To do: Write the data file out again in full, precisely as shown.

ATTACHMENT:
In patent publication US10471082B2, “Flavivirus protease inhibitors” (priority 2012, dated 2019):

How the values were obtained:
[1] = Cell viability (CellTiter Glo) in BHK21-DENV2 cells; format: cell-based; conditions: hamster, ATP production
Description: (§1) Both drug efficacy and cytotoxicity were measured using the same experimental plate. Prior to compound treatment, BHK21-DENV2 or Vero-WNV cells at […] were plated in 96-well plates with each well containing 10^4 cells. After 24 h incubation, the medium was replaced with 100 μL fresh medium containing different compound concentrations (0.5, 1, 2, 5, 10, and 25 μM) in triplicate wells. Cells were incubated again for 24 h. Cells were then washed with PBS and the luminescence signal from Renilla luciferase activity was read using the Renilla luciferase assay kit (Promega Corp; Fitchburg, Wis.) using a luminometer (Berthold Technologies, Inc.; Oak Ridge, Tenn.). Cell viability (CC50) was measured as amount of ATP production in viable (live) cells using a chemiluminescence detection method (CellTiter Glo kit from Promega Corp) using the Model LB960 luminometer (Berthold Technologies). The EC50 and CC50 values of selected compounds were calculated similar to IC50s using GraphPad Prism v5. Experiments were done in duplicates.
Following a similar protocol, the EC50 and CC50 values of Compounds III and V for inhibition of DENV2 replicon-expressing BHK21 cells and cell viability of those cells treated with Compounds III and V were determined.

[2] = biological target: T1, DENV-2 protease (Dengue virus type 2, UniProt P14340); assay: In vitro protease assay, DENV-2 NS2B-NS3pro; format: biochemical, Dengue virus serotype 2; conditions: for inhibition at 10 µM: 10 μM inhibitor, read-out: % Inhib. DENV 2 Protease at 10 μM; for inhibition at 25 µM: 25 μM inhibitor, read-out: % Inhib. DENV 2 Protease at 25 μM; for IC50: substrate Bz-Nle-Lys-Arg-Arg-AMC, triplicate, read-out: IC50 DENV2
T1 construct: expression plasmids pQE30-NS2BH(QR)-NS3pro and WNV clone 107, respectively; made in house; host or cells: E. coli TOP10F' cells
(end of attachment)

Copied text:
In patent publication US10471082B2, “Flavivirus protease inhibitors” (priority 2012, dated 2019):

How the values were obtained:
[1] = Cell viability (CellTiter Glo) in BHK21-DENV2 cells; format: cell-based; conditions: hamster, ATP production
Description: (§1) Both drug efficacy and cytotoxicity were measured using the same experimental plate. Prior to compound treatment, BHK21-DENV2 or Vero-WNV cells at […] were plated in 96-well plates with each well containing 10^4 cells. After 24 h incubation, the medium was replaced with 100 μL fresh medium containing different compound concentrations (0.5, 1, 2, 5, 10, and 25 μM) in triplicate wells. Cells were incubated again for 24 h. Cells were then washed with PBS and the luminescence signal from Renilla luciferase activity was read using the Renilla luciferase assay kit (Promega Corp; Fitchburg, Wis.) using a luminometer (Berthold Technologies, Inc.; Oak Ridge, Tenn.). Cell viability (CC50) was measured as amount of ATP production in viable (live) cells using a chemiluminescence detection method (CellTiter Glo kit from Promega Corp) using the Model LB960 luminometer (Berthold Technologies). The EC50 and CC50 values of selected compounds were calculated similar to IC50s using GraphPad Prism v5. Experiments were done in duplicates.
Following a similar protocol, the EC50 and CC50 values of Compounds III and V for inhibition of DENV2 replicon-expressing BHK21 cells and cell viability of those cells treated with Compounds III and V were determined.

[2] = biological target: T1, DENV-2 protease (Dengue virus type 2, UniProt P14340); assay: In vitro protease assay, DENV-2 NS2B-NS3pro; format: biochemical, Dengue virus serotype 2; conditions: for inhibition at 10 µM: 10 μM inhibitor, read-out: % Inhib. DENV 2 Protease at 10 μM; for inhibition at 25 µM: 25 μM inhibitor, read-out: % Inhib. DENV 2 Protease at 25 μM; for IC50: substrate Bz-Nle-Lys-Arg-Arg-AMC, triplicate, read-out: IC50 DENV2
T1 construct: expression plasmids pQE30-NS2BH(QR)-NS3pro and WNV clone 107, respectively; made in house; host or cells: E. coli TOP10F' cells